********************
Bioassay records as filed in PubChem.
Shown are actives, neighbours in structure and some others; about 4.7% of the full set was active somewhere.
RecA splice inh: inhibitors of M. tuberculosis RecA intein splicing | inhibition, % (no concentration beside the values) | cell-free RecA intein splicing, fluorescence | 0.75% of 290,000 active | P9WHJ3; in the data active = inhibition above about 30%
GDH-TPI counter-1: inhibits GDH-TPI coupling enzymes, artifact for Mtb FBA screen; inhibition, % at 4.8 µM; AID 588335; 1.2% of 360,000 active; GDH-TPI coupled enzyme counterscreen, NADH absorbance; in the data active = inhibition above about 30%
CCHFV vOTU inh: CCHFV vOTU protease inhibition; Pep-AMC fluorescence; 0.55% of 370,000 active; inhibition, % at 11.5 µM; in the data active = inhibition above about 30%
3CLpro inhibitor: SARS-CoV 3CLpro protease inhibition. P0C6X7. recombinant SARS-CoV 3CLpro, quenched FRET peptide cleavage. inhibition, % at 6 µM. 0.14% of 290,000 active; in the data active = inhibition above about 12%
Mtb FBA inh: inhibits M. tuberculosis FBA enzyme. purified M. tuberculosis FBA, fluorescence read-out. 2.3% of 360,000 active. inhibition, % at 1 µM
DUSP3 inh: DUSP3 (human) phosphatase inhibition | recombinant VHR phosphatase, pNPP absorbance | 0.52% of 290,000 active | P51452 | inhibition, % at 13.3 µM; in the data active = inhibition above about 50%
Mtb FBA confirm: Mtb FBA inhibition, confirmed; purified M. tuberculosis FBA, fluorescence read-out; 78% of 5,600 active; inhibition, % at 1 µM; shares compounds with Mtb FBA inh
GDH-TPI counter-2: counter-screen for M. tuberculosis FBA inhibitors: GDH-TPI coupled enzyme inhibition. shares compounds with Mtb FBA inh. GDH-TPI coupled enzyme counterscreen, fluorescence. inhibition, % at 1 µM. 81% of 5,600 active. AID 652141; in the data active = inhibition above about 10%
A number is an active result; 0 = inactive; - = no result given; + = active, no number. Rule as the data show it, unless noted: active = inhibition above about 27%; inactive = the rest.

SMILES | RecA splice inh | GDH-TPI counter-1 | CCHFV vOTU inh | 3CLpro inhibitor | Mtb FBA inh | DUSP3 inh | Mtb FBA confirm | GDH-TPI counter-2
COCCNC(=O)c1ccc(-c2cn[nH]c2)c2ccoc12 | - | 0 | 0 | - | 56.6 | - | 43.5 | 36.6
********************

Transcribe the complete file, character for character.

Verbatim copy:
Bioassay records as filed in PubChem.
Shown are actives, neighbours in structure and some others; about 4.7% of the full set was active somewhere.
RecA splice inh: inhibitors of M. tuberculosis RecA intein splicing | inhibition, % (no concentration beside the values) | cell-free RecA intein splicing, fluorescence | 0.75% of 290,000 active | P9WHJ3; in the data active = inhibition above about 30%
GDH-TPI counter-1: inhibits GDH-TPI coupling enzymes, artifact for Mtb FBA screen; inhibition, % at 4.8 µM; AID 588335; 1.2% of 360,000 active; GDH-TPI coupled enzyme counterscreen, NADH absorbance; in the data active = inhibition above about 30%
CCHFV vOTU inh: CCHFV vOTU protease inhibition; Pep-AMC fluorescence; 0.55% of 370,000 active; inhibition, % at 11.5 µM; in the data active = inhibition above about 30%
3CLpro inhibitor: SARS-CoV 3CLpro protease inhibition. P0C6X7. recombinant SARS-CoV 3CLpro, quenched FRET peptide cleavage. inhibition, % at 6 µM. 0.14% of 290,000 active; in the data active = inhibition above about 12%
Mtb FBA inh: inhibits M. tuberculosis FBA enzyme. purified M. tuberculosis FBA, fluorescence read-out. 2.3% of 360,000 active. inhibition, % at 1 µM
DUSP3 inh: DUSP3 (human) phosphatase inhibition | recombinant VHR phosphatase, pNPP absorbance | 0.52% of 290,000 active | P51452 | inhibition, % at 13.3 µM; in the data active = inhibition above about 50%
Mtb FBA confirm: Mtb FBA inhibition, confirmed; purified M. tuberculosis FBA, fluorescence read-out; 78% of 5,600 active; inhibition, % at 1 µM; shares compounds with Mtb FBA inh
GDH-TPI counter-2: counter-screen for M. tuberculosis FBA inhibitors: GDH-TPI coupled enzyme inhibition. shares compounds with Mtb FBA inh. GDH-TPI coupled enzyme counterscreen, fluorescence. inhibition, % at 1 µM. 81% of 5,600 active. AID 652141; in the data active = inhibition above about 10%
A number is an active result; 0 = inactive; - = no result given; + = active, no number. Rule as the data show it, unless noted: active = inhibition above about 27%; inactive = the rest.

SMILES | RecA splice inh | GDH-TPI counter-1 | CCHFV vOTU inh | 3CLpro inhibitor | Mtb FBA inh | DUSP3 inh | Mtb FBA confirm | GDH-TPI counter-2
COCCNC(=O)c1ccc(-c2cn[nH]c2)c2ccoc12 | - | 0 | 0 | - | 56.6 | - | 43.5 | 36.6